Friday, May 28, 2010

Yamakyu, Kanda (山久)

Every time I eat an oyakodon I think of Paul Simon; I can't help it. It's not very original (because I write it every time as well) but that's one of my favorites among his songs. Oyakodon itself is a hard thing - I think it's not really appealing to foreigners in its truest form.

Today was 'language lunch' day as Fridays often are, and You had seen in one of the monthly magazines (Adults' Holiday) that "Japan's Best Oyakodon" was on sale at this stylish shop in an unassuming east-Kanda alley (home also of Chok Di, and a higher-end sushi place that recently started serving cheap lunches. Will report back to the group.). He thought it was great. I suffered from the problems I always have with oyakodon.

You know how to make one of these? Ideally you have the special pan, which is a small frypan with the handle sticking directly up. You soften chicken and onions in the pan, possibly with a little chicken soup (not sure), then pour beaten eggs on top. Before the eggs set, you pick up the pan and use the conveniently-oriented handle to slide the contents out onto a bowl of rice. Walla.

There are two things I have problems with in this prescription. One, you'll have noticed the leading phrase "before the eggs set". I meant that. There's a layer of completely raw egg on top, which is glistening and lovely and also raw and slimy. Not my favorite texture; I tried to pick out one or two egregiously uncooked area that looked far too much like mucus. Two, this place proudly serves pure-blood Nagoya Kochin chicken, which is a good thing, but tends to be very free rangey and chewy. It's quite different to mass-farmed chicken; it's more like you're eating an animal than just eating a piece of white meat. The chewiness gets to me, and the clear separation of muscle groups.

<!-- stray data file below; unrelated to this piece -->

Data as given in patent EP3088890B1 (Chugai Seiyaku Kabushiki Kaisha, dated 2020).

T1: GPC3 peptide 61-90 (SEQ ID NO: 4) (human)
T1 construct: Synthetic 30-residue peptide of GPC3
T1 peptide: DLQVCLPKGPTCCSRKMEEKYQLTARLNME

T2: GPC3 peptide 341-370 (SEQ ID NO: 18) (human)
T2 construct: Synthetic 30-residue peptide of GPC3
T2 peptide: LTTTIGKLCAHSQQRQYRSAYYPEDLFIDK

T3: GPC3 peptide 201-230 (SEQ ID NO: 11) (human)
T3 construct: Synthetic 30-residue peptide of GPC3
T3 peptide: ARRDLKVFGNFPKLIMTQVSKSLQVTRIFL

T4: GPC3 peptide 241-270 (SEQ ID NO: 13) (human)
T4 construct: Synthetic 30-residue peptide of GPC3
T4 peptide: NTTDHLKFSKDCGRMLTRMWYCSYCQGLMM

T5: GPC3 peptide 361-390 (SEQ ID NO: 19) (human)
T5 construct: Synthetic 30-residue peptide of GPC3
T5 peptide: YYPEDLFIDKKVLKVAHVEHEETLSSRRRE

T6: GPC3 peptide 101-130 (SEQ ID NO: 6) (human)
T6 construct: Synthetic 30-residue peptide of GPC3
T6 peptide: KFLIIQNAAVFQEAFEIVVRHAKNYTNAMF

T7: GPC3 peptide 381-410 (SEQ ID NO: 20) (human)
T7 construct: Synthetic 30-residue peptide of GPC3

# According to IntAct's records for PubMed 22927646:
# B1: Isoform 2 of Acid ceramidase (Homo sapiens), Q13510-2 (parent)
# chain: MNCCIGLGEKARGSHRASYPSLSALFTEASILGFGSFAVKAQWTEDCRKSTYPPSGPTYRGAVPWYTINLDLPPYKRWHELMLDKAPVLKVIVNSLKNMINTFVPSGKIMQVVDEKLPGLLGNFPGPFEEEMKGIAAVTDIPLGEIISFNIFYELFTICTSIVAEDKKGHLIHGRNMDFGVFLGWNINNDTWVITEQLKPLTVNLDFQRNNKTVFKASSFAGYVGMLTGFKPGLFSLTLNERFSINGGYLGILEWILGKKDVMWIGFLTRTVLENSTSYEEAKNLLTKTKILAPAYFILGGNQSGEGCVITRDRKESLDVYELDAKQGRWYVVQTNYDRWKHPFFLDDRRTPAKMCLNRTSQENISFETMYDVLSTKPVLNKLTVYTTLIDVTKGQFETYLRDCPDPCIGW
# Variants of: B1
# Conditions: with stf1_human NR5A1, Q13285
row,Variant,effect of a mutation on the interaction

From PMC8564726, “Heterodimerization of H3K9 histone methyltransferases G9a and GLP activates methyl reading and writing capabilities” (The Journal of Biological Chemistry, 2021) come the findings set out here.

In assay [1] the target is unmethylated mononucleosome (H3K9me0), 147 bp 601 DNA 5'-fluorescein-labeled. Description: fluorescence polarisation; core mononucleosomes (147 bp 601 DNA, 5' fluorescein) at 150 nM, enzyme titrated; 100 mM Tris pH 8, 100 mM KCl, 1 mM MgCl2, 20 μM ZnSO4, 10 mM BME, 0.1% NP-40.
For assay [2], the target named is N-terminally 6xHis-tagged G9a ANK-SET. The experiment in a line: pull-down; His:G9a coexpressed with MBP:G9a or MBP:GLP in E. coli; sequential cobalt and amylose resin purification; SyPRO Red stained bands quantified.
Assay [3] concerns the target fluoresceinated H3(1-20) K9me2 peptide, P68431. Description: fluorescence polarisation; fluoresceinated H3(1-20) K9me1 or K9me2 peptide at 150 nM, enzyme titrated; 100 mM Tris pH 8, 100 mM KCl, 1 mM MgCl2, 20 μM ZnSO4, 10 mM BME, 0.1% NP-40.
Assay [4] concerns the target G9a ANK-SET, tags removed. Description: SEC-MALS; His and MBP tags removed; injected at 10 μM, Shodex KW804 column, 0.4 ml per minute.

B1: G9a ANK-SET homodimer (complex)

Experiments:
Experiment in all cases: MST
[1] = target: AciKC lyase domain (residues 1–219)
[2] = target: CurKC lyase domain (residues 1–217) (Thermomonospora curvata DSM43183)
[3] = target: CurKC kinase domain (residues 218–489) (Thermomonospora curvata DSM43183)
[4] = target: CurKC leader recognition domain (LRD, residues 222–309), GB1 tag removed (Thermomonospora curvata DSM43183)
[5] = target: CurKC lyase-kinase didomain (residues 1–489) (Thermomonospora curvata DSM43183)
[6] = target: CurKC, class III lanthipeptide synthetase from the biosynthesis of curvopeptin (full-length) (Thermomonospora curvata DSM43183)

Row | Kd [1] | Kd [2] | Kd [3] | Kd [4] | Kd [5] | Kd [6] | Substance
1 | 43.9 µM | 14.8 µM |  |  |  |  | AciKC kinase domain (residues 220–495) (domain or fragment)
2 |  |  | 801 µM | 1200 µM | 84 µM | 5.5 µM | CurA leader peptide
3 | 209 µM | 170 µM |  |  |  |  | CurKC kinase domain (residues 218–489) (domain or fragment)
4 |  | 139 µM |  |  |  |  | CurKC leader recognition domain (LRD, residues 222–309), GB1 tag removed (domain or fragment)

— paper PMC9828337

Is this Japan's best oyakodon? I guess the best way to put this would be "Don't ask me. I'm not qualified." If you love the flavor and aren't bother by chewy chicken and raw egg, this could well be the place for you - native tongues pronounced it delicious. There're also a Kochin Curry and some other options for lunch (nothing raw, unfortunately, that's only at night), and sets will include a side dish, pickles and chicken soup for the usual price range (oyakodon Y1260 since this is luxury chix). At night, sets at various levels, quite reasonable, and a good drink selection including about 8 normal high-end sake brands.

I like to think that you could read the name as 'sankyu', but the chickens probably don't agree.

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